In other words, seeing the Brown truck in your neighborhood does not mean they aren’t doing last mile. One has to look at the shipping label closely to see where fedex delivers to the local post office address and then the customer address is below that.

BierManVA on January 15, 2011 at 12:34 PM

I agree that the USPS was *really* pushing it to do this in the first place. It seems very far afield from what they do, but two points to consider.

1) USPS, earlier in the 2000s, was trying to do what the privatized Deutsche Post is doing today – international logistical services. The customers for that are all over the world, with the strongest potential international user base in Europe. It wasn’t wholesale a bad idea. For everything the USPS does, only mail delivery to your door is a monopoly. It’s not wrong to advertise.

2) Far less relevant, but to the Tiger Woods comparison above, it wasn’t $32m directly into the pockets of the riders. USPS bankrolled much of the team’s operating expenses; they weren’t just paying bonuses to riders in order to get their name on the jersey and the bus. Honestly, if you’d asked me before this how much they spent, I would have said upwards of $100m. International cycling is hugely expensive.

alflauren on January 15, 2011 at 12:34 PM

Not quite OT since you mentioned it, but Behmor roasters are VERY highly regarded by home coffee roasters. I use a hacked hot air popcorn popper and a Behmor is on my “one of these days” list. Thanks to Joe for a great product serving a very niche market.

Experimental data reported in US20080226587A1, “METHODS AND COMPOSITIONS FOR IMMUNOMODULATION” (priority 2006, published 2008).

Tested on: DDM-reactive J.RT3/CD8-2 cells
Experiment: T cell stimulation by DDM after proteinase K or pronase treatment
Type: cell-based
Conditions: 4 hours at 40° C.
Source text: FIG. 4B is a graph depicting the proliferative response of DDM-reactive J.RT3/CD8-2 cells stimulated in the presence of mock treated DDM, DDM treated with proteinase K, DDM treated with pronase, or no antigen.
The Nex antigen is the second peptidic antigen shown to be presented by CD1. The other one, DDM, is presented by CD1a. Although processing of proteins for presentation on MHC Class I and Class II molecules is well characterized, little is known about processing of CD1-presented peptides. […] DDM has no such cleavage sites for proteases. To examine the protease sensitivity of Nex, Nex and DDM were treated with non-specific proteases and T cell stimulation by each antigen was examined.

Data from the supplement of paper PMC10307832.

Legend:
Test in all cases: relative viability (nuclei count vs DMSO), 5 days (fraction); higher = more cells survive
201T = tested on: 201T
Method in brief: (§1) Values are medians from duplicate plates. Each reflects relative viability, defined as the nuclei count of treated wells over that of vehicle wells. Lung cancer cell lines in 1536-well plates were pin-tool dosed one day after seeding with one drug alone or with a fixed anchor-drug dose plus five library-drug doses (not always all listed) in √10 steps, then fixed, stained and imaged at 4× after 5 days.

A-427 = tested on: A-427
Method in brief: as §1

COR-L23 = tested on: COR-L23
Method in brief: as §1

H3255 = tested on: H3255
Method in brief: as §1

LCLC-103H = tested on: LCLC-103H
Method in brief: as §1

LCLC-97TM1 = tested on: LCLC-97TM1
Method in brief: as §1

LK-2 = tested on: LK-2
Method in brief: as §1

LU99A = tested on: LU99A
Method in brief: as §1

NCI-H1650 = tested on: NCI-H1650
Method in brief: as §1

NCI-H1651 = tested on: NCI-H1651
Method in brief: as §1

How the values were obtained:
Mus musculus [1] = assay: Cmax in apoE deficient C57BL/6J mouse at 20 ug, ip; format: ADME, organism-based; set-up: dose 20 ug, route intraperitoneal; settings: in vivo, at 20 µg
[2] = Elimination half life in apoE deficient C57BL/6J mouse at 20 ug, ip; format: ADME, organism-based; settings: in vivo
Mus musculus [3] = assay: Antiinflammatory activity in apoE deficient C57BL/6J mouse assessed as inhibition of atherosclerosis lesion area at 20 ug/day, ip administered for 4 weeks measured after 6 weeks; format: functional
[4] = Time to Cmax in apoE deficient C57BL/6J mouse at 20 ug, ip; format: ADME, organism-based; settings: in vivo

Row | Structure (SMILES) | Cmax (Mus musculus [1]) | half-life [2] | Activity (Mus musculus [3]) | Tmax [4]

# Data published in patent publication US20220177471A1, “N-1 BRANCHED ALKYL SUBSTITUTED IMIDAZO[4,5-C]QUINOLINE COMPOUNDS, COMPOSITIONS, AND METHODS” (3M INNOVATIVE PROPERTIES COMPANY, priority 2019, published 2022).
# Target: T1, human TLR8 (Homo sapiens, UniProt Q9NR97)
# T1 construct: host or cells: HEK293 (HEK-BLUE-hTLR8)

skoot65 on January 15, 2011 at 12:35 PM

Questions:

A: Have any of the endorsements the USPS paid for over the year sold 1 additional stamp?

B. Is this just a way for the Director to get to hob knob?

Dread Pirate Roberts VI on January 15, 2011 at 12:35 PM

Obviously what the USPS needs is another govt. bailout. Too big to fail! /

O/T:
This vid is worth a look see. Funny and politically astute.
http://conservatives4palin.com/2011/01/the-logic-of-blaming-palin.html

Geochelone on January 15, 2011 at 11:58 AM

Thanks for that link! Hilarious stuff.

conservative pilgrim on January 15, 2011 at 12:36 PM

By ANTHONY McCARTNEY
The Associated Press
Whether or not USPS should be part of the govt is a valid question, but it is a business, and apparently the sponsorship turned 3x ROI according to this report.

Friday, January 14, 2011; 6:56 PM
LOS ANGELES — Studies commissioned by the United States Postal Service estimated the agency received at least three times the value of the $32 million spent sponsoring Lance Armstrong’s cycling teams during their heyday.

Obtained by The Associated Press, reports by a pair of marketing firms covering 2001-2004 state the USPS received $103.6 million in domestic value from sponsoring the Armstrong-led teams during his historic run of Tour de France wins from 1999 to 2005.

digitalintrigue on January 15, 2011 at 12:39 PM

USPS package rates are far cheaper than FEDEX and UPS.